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March 1961

A Critique of Time-Amplitude Ultrasonography

Author Affiliations

Port Chester, N.Y.; Pleasantville, N.Y.
Attending Physician (Ophthalmology) Bronx Veterans Hospital (Dr. Baum); Assistant Director of Research, GPL Division, General Precision, Inc., Pleasantville, N.Y. (Mr. Greenwood).

Arch Ophthalmol. 1961;65(3):353-365. doi:10.1001/archopht.1961.01840020355007

The purpose of this paper is to call attention to the necessity of using proper techniques and instrumentation in ultrasonography if the full value of this important diagnostic and research tool is to be realized.

The value of ultrasonography lies in its ability to yield high resolution cross-section views of the light-opaque portions of the eye and orbit. Cross-section views with high information content are obtainable only with techniques and equipment equivalent to those which we have reported.1,2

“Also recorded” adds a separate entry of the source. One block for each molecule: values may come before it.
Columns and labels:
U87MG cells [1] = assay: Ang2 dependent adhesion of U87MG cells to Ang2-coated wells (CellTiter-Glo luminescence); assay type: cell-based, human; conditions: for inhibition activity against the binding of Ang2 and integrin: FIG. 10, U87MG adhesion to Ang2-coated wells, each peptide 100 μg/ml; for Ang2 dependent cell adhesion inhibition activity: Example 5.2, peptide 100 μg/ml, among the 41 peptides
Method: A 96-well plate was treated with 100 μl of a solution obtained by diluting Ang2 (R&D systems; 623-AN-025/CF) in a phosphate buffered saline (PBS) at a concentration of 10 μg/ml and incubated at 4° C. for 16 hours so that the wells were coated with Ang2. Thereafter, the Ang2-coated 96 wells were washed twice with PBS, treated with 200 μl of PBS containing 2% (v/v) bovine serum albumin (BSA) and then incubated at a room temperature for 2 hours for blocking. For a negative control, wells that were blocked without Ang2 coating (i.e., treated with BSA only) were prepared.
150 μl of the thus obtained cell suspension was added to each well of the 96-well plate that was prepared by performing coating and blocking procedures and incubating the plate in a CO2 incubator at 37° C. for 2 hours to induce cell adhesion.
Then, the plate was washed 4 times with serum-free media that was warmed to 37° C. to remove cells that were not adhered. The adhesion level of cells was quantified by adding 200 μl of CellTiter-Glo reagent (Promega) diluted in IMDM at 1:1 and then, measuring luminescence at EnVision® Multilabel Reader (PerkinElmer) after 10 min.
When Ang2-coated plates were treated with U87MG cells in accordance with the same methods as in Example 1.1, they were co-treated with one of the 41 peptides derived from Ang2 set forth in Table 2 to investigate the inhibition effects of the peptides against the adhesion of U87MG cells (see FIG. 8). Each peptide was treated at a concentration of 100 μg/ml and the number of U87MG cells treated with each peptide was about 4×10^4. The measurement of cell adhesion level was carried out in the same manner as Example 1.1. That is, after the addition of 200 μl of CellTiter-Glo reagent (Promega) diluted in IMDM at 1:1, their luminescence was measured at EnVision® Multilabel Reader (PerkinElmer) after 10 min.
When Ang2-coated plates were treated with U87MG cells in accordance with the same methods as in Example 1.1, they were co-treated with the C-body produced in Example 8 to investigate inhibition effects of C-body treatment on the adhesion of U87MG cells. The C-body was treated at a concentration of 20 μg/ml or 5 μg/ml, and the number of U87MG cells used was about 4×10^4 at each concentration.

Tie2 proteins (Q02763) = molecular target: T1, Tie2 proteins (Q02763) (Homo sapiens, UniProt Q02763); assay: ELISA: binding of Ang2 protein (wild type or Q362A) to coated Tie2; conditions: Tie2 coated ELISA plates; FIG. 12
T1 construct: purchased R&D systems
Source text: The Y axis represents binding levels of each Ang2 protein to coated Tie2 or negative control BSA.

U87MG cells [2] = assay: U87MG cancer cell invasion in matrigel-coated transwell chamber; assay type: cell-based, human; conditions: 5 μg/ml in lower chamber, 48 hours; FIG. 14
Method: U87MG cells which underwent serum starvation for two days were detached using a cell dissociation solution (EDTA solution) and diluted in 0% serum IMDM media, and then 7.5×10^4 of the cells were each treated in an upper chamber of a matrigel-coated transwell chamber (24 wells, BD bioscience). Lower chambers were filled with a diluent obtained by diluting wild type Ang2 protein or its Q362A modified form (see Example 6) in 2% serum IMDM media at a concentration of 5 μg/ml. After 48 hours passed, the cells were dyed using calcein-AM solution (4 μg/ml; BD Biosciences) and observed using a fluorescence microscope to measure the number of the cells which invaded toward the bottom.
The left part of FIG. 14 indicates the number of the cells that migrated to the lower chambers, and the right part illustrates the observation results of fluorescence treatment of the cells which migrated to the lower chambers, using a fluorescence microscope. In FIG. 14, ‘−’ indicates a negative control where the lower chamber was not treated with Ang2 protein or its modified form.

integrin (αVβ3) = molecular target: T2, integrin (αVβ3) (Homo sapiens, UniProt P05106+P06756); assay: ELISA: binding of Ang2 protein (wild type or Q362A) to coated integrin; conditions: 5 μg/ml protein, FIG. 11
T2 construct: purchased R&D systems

The authors have taken the position that permanently recorded cross-section views of the highest possible resolution and information content are mandatory for accurate diagnosis and for critical research investigations. Recently this position has been challenged by reports describing a wide range of ocular diagnoses, using a technique which yields data that is nearly impossible to interpret accurately and using equipment of poor resolving power.3-8 We feel that it is imperative

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